To give or not to give allowance, that is the question (and sometimes a controversial question at that). As piggy banks become obsolete and the need for physical cash dwindles in today’s fast-paced society, one thing hasn’t changed: the call of a child saying, “Hey Mom, I need money.” Whether parenting a 7-year-old or a 16-year-old, chances are pretty high that the A word (yes, allowance) is going to come up.

According to a T. Rowe Price survey, 51% of parents give their kids allowance. While the decision about whether or not to give allowances, the frequency of giving allowance and the amount of money that a child should receive for allowance can be highly personal to each family. 54% of parents who give allowance firmly believe it should be earned. 

Greenlight mom Maggy Parker shared, “I have always viewed allowance as a right of passage for my children. When the kids are old enough to take on regular responsibilities around the house, they are old enough to earn an allowance for their contribution.”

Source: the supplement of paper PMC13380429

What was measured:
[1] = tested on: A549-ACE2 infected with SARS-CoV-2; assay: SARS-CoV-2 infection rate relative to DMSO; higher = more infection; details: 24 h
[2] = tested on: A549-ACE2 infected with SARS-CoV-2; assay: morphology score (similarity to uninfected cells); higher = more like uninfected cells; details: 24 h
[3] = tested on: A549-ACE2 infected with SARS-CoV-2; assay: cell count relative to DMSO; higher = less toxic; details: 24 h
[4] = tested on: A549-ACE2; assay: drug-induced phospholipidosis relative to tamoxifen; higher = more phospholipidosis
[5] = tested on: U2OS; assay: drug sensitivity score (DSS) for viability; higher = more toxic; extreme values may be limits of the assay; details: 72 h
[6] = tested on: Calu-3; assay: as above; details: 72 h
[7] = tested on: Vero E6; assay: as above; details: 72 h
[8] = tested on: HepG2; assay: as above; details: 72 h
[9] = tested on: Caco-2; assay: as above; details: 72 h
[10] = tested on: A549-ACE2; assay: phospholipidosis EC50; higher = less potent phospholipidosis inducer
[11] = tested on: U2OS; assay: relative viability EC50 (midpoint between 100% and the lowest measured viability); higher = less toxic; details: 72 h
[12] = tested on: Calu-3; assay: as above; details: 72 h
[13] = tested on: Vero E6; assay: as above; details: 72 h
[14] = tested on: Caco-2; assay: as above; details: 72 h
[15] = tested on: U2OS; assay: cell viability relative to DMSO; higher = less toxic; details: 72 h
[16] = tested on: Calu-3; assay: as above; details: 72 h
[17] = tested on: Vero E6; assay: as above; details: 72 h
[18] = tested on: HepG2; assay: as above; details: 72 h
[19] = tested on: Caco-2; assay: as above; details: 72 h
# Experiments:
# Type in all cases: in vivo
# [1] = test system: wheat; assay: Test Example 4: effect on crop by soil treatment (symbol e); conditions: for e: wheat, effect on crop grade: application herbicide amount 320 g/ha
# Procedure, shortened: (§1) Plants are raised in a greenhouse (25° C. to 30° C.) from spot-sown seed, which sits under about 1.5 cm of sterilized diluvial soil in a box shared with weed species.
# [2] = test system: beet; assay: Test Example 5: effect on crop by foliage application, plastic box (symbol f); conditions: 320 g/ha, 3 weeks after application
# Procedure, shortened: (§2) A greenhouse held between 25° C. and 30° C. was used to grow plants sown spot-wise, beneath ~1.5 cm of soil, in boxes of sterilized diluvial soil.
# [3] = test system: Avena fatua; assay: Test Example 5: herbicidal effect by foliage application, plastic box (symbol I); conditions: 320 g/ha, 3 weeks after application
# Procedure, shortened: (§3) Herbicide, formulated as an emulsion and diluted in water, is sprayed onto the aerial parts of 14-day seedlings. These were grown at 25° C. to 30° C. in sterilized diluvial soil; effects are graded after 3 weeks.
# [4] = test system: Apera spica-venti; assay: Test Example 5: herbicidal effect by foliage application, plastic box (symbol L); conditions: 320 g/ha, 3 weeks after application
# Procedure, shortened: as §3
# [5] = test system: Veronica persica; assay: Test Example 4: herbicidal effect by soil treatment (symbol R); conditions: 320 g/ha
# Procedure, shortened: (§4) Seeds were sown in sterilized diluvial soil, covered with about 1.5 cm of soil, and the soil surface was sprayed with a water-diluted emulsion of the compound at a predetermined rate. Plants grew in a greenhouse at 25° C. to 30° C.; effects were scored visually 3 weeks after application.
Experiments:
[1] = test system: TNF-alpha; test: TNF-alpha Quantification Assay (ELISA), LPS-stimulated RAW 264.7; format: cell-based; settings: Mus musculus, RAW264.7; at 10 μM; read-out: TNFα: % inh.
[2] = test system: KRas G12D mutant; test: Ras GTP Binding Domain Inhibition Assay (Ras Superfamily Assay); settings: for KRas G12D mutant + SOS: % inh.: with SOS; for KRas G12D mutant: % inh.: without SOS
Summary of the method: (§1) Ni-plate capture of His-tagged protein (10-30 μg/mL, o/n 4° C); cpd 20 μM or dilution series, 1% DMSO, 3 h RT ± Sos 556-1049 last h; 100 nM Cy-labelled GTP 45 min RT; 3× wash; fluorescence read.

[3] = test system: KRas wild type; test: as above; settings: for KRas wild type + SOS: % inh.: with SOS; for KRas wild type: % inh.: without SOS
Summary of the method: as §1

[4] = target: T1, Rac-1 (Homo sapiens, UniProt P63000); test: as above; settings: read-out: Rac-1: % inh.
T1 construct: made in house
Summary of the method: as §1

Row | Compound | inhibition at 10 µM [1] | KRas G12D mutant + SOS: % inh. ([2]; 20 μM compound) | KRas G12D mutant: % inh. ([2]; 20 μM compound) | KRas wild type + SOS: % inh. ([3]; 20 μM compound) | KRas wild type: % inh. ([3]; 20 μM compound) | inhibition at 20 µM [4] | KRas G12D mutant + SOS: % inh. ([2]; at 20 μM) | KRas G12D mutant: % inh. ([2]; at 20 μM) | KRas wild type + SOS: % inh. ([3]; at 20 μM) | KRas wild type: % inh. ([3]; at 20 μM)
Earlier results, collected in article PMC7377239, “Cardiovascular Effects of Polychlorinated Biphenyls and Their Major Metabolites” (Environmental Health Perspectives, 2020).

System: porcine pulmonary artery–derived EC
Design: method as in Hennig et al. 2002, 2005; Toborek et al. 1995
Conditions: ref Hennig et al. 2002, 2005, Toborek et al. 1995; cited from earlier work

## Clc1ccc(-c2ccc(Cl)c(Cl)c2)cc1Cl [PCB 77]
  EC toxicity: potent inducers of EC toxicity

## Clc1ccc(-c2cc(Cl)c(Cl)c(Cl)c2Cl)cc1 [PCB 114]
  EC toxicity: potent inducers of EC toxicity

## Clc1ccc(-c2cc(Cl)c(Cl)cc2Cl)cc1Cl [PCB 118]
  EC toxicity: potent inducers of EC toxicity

With age comes wisdom (and more allowance money) 

One of the most frequently asked questions about allowance focuses on what age is the best to start handing over money. While there are no official rules when it comes to allowance and each family is different, age 8 is the reported national average.  

Here’s a breakdown of what Greenlight kids average each week (ages 8-18): 

“I set my child’s weekly allowance after researching what the national average for allowance was and then cushioned it by a few dollars to ensure I was giving my son a little extra for his needs now that he’s driving,” said Greenlight mom Eliza Newell. 

Cha-ching, cha-chores! 

According to the most recent survey from the American Institute of Certified Public Accountants, four in five parents who give allowance expect their kids to work for money. and their kids average about five hours a week of household chores.